Final pension commission report aims for three times the required savings with centralized investment office, transparency

Final pension commission report aims for three times the required savings with centralized investment office, transparency

Author: Stephen Caruso/Thursday, December 20, 2018/Categories: News and Views

Taking 18,000 pages of notes over seven months of work, the state’s public pension review commission issued seven suggestions Thursday that they hope could save Pennsylvania as much as $10 billion over the next 30 years.

The commission, led by chair Rep. Mike Tobash (R-Schuylkill) and vice-chair State Treasurer Joe Torsella, was mandated by the 2017 pension bill.

Among its suggestions were a central investment office for the state’s two pension systems, consistently full pension contributions from the state and added transparency measures from the State Employees' Retirement System and the Public School Employees' Retirement System.

But the resulting suggestions were not meant to be an indictment of any past behavior from either the retirements systems or any other past choices, according to Gov. Tom Wolf, who approved of the suggestions as the state tries to come to grips with its pension costs.

“This is not an attempt to play the blame game,” Wolf said.

Paying for the state’s pension obligations to the nearly 800,000 combined state retirement system members, from Harrisburg bureaucrats to Scranton school teachers, costs 10 percent of the budget each year. The state only has 60 cents for each dollar committed to employee retirements.

To address the obligations, the commission suggested more public reporting from the boards, a focus on indexed instead of active investment, reducing the state system’s exposure to illiquid assets and maintaining full payments into the retirement system by the commonwealth.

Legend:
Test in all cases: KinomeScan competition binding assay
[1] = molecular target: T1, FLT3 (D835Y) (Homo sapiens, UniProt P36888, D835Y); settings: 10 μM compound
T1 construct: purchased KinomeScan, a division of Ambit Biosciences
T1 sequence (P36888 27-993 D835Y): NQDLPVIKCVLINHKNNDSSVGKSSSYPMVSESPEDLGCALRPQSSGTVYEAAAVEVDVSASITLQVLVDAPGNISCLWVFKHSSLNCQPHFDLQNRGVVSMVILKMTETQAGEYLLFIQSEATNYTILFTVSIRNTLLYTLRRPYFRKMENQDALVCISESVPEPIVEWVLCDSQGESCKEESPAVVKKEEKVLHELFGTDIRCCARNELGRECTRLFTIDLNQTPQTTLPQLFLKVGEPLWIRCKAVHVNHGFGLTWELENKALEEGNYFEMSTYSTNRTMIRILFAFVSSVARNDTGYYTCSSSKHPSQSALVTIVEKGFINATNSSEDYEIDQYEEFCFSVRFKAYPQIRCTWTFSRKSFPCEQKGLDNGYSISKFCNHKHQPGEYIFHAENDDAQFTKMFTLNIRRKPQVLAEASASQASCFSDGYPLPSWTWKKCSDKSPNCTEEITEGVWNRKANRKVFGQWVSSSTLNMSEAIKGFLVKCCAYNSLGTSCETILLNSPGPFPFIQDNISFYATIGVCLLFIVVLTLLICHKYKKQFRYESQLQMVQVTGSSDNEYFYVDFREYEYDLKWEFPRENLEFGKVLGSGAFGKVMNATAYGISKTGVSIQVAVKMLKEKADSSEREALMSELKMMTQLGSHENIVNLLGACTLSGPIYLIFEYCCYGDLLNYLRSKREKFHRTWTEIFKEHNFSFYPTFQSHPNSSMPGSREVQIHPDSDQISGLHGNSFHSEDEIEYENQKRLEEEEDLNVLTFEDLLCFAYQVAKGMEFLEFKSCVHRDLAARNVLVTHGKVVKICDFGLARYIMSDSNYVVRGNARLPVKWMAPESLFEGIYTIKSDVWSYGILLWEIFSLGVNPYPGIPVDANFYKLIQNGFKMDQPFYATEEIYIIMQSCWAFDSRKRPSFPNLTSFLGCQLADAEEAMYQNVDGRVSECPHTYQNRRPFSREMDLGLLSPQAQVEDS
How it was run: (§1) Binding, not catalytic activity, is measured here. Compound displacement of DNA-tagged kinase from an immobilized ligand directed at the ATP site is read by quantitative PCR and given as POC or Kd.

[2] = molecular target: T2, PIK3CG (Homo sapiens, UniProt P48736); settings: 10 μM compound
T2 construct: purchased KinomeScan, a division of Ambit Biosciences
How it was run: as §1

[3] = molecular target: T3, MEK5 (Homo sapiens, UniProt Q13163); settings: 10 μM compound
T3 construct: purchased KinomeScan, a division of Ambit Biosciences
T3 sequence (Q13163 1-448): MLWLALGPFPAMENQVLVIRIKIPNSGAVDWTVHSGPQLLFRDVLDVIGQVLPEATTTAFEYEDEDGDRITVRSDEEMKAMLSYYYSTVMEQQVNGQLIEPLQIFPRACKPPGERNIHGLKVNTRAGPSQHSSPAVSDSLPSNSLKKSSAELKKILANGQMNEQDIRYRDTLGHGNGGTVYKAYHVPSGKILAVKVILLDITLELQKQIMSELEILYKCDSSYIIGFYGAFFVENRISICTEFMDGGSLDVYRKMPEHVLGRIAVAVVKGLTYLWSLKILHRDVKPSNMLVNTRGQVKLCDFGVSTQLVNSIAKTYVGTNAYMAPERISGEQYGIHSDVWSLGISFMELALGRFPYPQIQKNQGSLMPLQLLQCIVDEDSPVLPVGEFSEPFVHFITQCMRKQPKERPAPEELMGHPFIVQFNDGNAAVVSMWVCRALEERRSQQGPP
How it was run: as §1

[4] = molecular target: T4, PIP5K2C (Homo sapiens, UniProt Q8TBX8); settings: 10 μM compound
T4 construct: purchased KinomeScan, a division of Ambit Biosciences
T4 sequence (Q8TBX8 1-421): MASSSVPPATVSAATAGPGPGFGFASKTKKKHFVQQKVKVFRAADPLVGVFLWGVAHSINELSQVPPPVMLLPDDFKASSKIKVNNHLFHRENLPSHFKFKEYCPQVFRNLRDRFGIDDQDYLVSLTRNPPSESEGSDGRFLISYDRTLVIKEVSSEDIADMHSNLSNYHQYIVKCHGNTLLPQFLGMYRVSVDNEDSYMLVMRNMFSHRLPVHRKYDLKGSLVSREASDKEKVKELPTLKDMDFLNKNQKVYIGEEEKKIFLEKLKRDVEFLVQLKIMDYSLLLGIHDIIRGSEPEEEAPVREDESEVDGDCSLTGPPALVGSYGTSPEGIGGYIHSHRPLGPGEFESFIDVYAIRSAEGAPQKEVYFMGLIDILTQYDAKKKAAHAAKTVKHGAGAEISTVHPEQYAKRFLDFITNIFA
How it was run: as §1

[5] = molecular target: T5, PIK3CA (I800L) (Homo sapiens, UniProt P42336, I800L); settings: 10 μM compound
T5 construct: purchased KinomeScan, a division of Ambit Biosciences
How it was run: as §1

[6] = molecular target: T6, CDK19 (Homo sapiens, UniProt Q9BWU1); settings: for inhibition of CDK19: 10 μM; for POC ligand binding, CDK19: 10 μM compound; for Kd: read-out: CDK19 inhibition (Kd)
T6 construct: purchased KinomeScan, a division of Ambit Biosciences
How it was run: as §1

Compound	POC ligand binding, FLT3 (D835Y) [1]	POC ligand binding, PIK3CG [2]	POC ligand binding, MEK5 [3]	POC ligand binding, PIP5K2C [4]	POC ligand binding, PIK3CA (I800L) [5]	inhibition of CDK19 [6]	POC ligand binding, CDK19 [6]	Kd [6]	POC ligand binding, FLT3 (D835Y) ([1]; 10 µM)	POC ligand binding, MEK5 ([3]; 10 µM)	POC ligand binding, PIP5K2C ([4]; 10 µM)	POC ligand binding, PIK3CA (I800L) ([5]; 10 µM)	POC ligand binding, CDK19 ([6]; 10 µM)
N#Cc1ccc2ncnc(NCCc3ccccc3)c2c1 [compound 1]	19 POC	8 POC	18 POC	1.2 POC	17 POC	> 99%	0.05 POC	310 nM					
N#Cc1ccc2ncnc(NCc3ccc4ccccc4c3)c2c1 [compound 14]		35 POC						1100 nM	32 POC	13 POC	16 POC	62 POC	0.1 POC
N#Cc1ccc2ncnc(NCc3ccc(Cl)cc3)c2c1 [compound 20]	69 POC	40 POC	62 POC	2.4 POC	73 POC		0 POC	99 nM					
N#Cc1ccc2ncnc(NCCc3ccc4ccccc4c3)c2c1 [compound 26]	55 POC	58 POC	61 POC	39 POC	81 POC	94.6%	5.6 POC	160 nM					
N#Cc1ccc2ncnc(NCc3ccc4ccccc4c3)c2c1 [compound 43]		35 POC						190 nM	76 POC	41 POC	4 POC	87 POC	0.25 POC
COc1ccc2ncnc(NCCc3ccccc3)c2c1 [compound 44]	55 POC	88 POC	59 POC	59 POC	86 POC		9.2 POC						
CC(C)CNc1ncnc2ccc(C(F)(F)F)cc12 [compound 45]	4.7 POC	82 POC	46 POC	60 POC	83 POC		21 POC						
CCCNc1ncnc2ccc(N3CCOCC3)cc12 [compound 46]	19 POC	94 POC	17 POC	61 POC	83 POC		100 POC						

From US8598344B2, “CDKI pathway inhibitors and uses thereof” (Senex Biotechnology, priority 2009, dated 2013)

Some of the changes will also require legislation from the General Assembly to mandate public reporting of all investment expenses and mandating stress tests of the pension plan every year.

One of the largest suggested changes was creating one central investment office charged with using the combined assets of the employee and teachers retirement systems to create in-house investment expertise for the state in judging money management.

The change could not, however, entirely get rid of the two separate pension boards. Tobash said it was not realistic in the short term to achieve savings to merge them, and they could still have separate investment strategies.

That one change is expected to save $21 million in its first year, and $2.1 billion over 30 years. The commission was charged with finding $3 billion in total savings in the whole system.

Tobash said he planned to meet with House Republican leadership Thursday to discuss the findings.

Many of the changes took aim at high fees from money managers that Torsella, Tobash and other state politicians like Auditor General Eugene DePasquale have criticized as a waste of taxpayer money.

Neither SERS or PSERS have reviewed the report ahead of its release and were unable to comment on specifics. But both systems have claimed to have taken steps towards transparency and to reduce fees over the past year.

“As we testified at the Commission hearing in October, SERS strives to be as efficient and cost-conscious as possible in its investments an administrative endeavors,” SERS executive director Terril Sanchez said in a statement.

In his own response, House Minority Leader Frank Dermody (D-Allegheny) broadly concurred with the report's conclusions, but did not take as harsh of a tone on the two systems' payments of fees, which he said were necessary to extract additional gains for pension recipients.

Instead, he called for a constitutional amendment preventing the General Assembly from borrowing from the pension system to balance the state budget.

“This conversation is perhaps more important than the fee discussion, and we hope the Republican majorities in the House and Senate continue to work with us in that direction,” Dermody said.

As for accomplishing all of the commission's goals, both parties acknowledged it would require a lot of bipartisan cooperation between the legislature, the administration and the retirement systems. 

On the chances it could be done quickly, Torsella quipped that “hope springs eternal.”

Stephen Caruso is the Harrisburg bureau chief at The PLS Reporter. Have a question, comment or tip? Email him at or call at 845-891-4306.